Sunday 26 January 2020

Qualifier draw damaged by restrictive 'A' and 'B' division

Antrim now face Derry in the decider. Photo: Sportsfile
Antrim now face Derry in the decider. Photo: Sportsfile

On my way into Croke Park last Sunday, I was summoned by a few Dublin supporters who were looking for a roadmap to the All-Ireland final.

They had no doubts that another provincial title would be secured but what then? They knew that the Leinster and Ulster champions were on the same side for the All-Ireland semi-finals but what about the quarter-finals?

Mayo were the only opposition who held any fears for them so they were surprised to hear that if the green-and-red survive the three qualifier rounds, they cannot be paired with the Leinster (Dublin or Kildare) or Ulster champions (Tyrone or Down) in the quarter-finals.


It's all down to which side of the qualifier draws counties are located but they were still reluctant to accept that fixtures were preordained to such a degree that it's possible to identify who Round 4 qualifiers will play in quarter-finals before the first round was completed.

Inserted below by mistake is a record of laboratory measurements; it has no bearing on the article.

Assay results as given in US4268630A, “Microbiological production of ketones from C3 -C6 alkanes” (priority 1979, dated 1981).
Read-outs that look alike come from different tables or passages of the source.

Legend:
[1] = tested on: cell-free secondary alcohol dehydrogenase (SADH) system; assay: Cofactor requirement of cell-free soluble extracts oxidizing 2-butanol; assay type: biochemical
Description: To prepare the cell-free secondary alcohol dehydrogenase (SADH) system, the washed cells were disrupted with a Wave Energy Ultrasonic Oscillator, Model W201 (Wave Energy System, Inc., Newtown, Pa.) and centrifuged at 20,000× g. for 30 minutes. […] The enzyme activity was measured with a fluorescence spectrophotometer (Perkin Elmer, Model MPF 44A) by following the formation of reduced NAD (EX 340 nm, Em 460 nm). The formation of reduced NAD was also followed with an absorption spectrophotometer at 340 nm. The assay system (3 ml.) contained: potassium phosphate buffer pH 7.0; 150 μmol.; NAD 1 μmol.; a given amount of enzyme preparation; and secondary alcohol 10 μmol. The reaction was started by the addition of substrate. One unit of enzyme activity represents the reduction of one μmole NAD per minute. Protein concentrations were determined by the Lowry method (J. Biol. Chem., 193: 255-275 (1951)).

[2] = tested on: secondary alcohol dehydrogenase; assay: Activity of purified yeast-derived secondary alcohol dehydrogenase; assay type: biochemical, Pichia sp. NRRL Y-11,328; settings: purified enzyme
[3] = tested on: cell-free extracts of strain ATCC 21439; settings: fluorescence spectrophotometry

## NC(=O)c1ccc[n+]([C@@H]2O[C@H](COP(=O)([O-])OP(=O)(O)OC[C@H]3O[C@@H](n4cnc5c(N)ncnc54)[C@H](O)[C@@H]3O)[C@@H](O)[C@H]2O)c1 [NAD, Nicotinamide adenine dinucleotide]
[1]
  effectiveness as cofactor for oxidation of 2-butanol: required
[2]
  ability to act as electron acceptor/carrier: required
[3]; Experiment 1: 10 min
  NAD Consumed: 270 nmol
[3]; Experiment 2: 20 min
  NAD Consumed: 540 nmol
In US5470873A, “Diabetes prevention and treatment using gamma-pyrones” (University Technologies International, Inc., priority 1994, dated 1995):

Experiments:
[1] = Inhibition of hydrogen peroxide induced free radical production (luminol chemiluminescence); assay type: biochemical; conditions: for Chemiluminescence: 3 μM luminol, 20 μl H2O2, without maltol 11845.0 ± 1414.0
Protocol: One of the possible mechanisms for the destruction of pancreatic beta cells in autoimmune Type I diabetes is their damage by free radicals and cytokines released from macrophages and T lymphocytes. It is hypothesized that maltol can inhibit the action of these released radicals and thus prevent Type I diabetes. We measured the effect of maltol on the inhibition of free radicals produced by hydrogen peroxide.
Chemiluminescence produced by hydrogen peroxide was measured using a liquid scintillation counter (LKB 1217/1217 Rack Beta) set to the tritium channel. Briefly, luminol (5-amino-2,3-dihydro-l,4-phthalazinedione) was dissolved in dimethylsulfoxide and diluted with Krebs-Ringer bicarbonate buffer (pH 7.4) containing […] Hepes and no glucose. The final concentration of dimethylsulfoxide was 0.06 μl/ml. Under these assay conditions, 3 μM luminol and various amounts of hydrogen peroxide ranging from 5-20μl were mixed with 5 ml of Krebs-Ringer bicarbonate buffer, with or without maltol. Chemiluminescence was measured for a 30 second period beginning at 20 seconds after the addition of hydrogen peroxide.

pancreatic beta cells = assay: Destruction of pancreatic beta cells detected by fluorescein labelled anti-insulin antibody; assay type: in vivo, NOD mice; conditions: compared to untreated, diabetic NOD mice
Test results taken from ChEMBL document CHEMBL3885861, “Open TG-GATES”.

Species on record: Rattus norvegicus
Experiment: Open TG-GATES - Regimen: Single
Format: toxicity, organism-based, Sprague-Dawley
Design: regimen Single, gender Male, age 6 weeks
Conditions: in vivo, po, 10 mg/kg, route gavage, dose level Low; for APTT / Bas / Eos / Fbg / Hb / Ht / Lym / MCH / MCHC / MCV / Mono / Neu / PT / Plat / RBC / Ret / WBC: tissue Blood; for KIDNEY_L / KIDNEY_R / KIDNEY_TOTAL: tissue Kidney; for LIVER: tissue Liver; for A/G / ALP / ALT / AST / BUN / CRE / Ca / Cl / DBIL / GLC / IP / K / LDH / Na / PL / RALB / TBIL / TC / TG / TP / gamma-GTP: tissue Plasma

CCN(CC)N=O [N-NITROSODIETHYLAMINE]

Sadly for the excitement levels of the draws, that is the case. Two survivors from Mayo, Derry, Donegal, Longford, Meath, Sligo, Laois, Clare will play the runners-up in Connacht (Galway or Roscommon) and Munster (Kerry or Cork) in Round 4A with the winners playing the Connacht and Munster champions in the quarter-finals.

It's similarly structured on the 'B' side of the qualifier draw, where the last two will play the beaten Ulster and Leinster finalists. The winners there will play the Ulster and Leinster champions in the quarter-finals.

This is the last year of the 'A' and 'B' system in the qualifiers, which revert to an open draw next season. Not before time either as the current structure is far too restrictive and severely limits who counties can be paired with.

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